But arguably Mexico's most important game before then will be next Wednesday's friendly against New Zealand at the Rose Bowl in Pasadena, Calif.
On the lone international fixture date before the World Cup (which means clubs must release players to the national team), Mexico coach Javier Aguirre called up a strong roster that could be a preview of what he'll take to South Africa. It's the first chance for this particular group to get together and play with only the World Cup in mind. The time is now to begin learning one another's tendencies while playing the way Aguirre wants.
Aguirre did not leave much behind in terms of roster choices. The squad features nine players based in Europe, including likely World Cup starters Carlos Salcido and Rafael Márquez, as well astalented youngsters Carlos Vela and brothers Giovani and Jonathan Dos Santos.
Combined with domestic players Cuauhtémoc Blanco and Gerardo Torrado, as well as exciting youngster Javier Hernández, Aguirre's squad is a mouth-watering mix of veteran experience and budding young talent.
Giovani Dos Santos and Vela were part of the squad that won the 2005 Under-17 World Cup, and while their maturation is far from complete, the two will now get another opportunity to show their worth. If they are going to do damage in South Africa, seeing them work their magic soon is important.
Hernández, though, might be the player most worth watching. Through just seven weeks of the Bicentenario season, the 21-year-old Hernandez has scored eight goals for Chivas, tops in the league. On Wednesday, in only his second game with the national team, Hernández scored twice in the first 20 minutes of a 5-0 victory against Bolivia.
Seeing Vela, Hernández and Giovani Dos Santos on the field at the same time might be something Tri fans would enjoy, but such a trio is a bit too much youth and not enough experience, particularly if the other Dos Santos is thrown into the mix as well. But these friendlies are made for situations like that, to test and try out formations, tactics and lineups.
Aguirre could add five names to next Wednesday's roster and call his World Cup player search over. After all, the 18 on the list, along with Guillermo Ochoa, Jonny Magallón, Pablo Barrera, Miguel Sabah and Guillermo Franco, wouldn't be a bad team to take to the World Cup.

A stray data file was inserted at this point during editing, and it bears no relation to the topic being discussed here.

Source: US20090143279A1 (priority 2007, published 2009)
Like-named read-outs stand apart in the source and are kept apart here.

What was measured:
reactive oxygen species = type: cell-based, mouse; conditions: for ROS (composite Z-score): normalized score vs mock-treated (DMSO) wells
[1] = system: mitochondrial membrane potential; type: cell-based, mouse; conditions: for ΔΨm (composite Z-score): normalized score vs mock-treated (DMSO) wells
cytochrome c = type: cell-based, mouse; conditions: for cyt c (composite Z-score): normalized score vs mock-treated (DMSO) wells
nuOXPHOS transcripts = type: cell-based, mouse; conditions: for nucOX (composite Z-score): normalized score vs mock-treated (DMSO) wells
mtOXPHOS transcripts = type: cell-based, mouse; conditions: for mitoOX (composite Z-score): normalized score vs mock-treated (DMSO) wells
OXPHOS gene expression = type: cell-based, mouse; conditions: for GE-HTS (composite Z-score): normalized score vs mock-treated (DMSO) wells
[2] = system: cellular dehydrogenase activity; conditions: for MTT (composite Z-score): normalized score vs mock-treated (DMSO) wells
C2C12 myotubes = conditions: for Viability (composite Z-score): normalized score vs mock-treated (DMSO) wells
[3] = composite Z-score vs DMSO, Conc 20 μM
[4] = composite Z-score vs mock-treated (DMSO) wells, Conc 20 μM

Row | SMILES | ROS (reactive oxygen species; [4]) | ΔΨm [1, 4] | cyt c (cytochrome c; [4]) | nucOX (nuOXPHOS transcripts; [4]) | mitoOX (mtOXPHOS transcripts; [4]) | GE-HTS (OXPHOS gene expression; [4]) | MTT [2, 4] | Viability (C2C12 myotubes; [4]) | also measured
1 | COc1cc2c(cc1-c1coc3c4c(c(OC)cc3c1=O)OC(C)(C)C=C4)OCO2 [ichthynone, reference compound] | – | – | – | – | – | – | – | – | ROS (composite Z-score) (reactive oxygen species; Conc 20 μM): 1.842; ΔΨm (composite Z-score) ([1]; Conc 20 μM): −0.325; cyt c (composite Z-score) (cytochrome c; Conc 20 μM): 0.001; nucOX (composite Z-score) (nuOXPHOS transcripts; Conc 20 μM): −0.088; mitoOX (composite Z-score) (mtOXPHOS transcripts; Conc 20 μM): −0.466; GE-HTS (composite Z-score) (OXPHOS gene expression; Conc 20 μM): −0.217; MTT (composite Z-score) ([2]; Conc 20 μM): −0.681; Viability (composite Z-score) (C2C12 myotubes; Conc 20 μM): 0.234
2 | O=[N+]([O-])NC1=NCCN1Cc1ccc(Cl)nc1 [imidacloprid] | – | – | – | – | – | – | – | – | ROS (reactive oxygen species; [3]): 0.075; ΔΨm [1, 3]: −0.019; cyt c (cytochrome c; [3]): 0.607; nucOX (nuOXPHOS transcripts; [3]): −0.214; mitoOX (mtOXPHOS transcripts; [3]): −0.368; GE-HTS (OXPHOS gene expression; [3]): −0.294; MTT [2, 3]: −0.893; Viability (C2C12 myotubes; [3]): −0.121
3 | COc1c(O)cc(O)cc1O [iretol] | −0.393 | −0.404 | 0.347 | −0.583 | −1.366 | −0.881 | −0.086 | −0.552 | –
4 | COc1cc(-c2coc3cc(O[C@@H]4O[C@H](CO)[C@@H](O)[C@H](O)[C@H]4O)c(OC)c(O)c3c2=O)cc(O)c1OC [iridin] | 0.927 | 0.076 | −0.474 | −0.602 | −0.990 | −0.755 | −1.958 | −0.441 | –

It's possible Aguirre has decided on most of his squad, and the other friendlies on Tri's schedule prior to finalizing the roster are designed to generate more revenue for the Mexican Football Federation and take the team to its fans before the World Cup. But tryouts have been ongoing since Aguirre took the job, and this last batch of games might be to merely ensure that Aguirre does not overlook anyone.
While a prime squad is in place to play a fellow World Cup participant at the Rose Bowl, it feels as if this game is a bit of a missed opportunity. Being the one and only international fixture date, Mexico could have attempted to look for a much stronger opponent to play on the road.
Now, Mexico has lined up a friendly against the Netherlands and could also play Italy and England, all on European soil, and all before the World Cup. Fellow CONCACAF nations are taking their shows on the road next week as the U.S. is at the Netherlands and Honduras at Turkey.
Playing strong European nations is something that typically only happens on Mexico's turf, and no European team would come play a World Cup tune-up there. Mexico went for the more comfortable match, against a weaker opponent in front of a friendly crowd that will likely exceed 40,000 or 50,000 and bring in a decent payday.
If Mexico did not plan to play some behemoths in May, opting for a game in Southern California over Europe would have been a glaring mistake instead of just a missed chance. Still, having the bulk of the World Cup squad begin its task of growing together as a team against a top-notch opponent could have been memorable as well.
As it stands, a New Zealand team not expected to do much at the World Cup will have to do.